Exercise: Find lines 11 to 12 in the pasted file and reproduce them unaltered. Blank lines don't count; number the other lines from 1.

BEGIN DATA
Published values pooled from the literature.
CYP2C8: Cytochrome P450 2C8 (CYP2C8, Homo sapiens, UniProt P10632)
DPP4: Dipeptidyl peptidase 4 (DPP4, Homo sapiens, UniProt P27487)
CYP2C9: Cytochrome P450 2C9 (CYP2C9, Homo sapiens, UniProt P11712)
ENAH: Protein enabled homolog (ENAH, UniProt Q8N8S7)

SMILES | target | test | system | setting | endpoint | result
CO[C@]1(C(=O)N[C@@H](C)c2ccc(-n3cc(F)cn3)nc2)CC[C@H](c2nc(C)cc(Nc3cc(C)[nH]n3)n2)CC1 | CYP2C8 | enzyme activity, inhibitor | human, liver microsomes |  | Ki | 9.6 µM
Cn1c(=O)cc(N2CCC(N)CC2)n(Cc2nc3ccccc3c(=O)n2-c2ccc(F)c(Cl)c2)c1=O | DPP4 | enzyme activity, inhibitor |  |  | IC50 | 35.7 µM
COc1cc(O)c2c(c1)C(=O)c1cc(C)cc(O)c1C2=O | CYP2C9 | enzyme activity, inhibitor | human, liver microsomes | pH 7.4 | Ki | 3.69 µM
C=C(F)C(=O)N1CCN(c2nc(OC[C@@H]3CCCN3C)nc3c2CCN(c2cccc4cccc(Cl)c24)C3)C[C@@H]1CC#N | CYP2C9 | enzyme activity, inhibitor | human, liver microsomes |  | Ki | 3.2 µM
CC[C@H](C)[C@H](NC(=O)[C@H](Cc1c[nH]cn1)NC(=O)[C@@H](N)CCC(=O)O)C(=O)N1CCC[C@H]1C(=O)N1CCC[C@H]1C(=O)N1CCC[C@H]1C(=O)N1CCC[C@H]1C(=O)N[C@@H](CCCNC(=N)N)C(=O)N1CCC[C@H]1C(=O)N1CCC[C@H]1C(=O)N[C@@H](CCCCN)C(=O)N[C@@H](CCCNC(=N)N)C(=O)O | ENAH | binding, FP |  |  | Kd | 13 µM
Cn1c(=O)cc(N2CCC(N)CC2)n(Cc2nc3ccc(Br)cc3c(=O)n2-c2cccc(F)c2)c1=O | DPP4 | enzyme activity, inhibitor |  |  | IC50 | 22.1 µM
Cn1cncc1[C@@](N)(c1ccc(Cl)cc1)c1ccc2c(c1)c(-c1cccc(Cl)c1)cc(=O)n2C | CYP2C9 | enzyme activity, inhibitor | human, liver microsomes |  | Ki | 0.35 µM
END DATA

CC[C@H](C)[C@H](NC(=O)[C@H](Cc1c[nH]cn1)NC(=O)[C@@H](N)CCC(=O)O)C(=O)N1CCC[C@H]1C(=O)N1CCC[C@H]1C(=O)N1CCC[C@H]1C(=O)N1CCC[C@H]1C(=O)N[C@@H](CCCNC(=N)N)C(=O)N1CCC[C@H]1C(=O)N1CCC[C@H]1C(=O)N[C@@H](CCCCN)C(=O)N[C@@H](CCCNC(=N)N)C(=O)O | ENAH | binding, FP |  |  | Kd | 13 µM
Cn1c(=O)cc(N2CCC(N)CC2)n(Cc2nc3ccc(Br)cc3c(=O)n2-c2cccc(F)c2)c1=O | DPP4 | enzyme activity, inhibitor |  |  | IC50 | 22.1 µM